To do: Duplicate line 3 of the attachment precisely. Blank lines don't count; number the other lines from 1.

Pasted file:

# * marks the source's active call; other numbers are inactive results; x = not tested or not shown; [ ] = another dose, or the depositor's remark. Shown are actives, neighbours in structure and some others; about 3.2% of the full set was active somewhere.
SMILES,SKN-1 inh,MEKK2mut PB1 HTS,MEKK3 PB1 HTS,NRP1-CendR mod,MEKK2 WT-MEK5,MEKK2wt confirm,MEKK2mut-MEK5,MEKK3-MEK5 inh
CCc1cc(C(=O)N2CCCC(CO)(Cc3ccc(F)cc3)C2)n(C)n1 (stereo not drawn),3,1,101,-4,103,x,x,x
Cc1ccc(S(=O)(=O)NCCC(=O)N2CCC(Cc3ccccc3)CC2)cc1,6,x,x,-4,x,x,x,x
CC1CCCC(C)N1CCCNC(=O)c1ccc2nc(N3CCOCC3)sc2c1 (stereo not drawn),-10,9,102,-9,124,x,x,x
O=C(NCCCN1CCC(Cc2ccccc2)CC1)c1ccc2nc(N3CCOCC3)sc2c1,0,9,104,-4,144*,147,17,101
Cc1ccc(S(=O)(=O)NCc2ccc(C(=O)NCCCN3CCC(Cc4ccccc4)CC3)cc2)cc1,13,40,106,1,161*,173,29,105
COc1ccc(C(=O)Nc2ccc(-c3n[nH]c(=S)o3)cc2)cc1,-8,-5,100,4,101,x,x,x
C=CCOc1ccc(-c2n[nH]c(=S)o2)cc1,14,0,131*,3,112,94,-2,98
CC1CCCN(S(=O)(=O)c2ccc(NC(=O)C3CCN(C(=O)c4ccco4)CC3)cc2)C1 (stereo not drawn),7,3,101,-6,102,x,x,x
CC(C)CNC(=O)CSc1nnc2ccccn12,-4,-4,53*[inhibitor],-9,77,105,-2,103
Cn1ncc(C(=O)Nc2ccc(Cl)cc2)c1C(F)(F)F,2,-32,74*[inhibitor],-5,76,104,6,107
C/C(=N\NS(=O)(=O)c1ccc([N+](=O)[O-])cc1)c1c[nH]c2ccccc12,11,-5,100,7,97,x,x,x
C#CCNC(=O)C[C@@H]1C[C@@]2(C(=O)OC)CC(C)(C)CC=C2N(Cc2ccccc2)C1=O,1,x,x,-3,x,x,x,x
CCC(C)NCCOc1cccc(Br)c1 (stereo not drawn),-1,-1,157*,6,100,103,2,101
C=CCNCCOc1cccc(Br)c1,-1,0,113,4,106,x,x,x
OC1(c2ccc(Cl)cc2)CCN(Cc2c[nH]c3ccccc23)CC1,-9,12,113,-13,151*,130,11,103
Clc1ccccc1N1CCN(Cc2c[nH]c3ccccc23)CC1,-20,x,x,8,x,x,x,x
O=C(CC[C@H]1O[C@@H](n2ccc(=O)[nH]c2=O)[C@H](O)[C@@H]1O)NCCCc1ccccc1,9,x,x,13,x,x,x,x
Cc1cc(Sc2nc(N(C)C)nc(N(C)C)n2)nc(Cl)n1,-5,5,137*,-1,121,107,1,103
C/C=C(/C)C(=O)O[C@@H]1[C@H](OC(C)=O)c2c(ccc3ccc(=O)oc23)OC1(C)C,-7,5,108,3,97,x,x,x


CCc1cc(C(=O)N2CCCC(CO)(Cc3ccc(F)cc3)C2)n(C)n1 (stereo not drawn),3,1,101,-4,103,x,x,x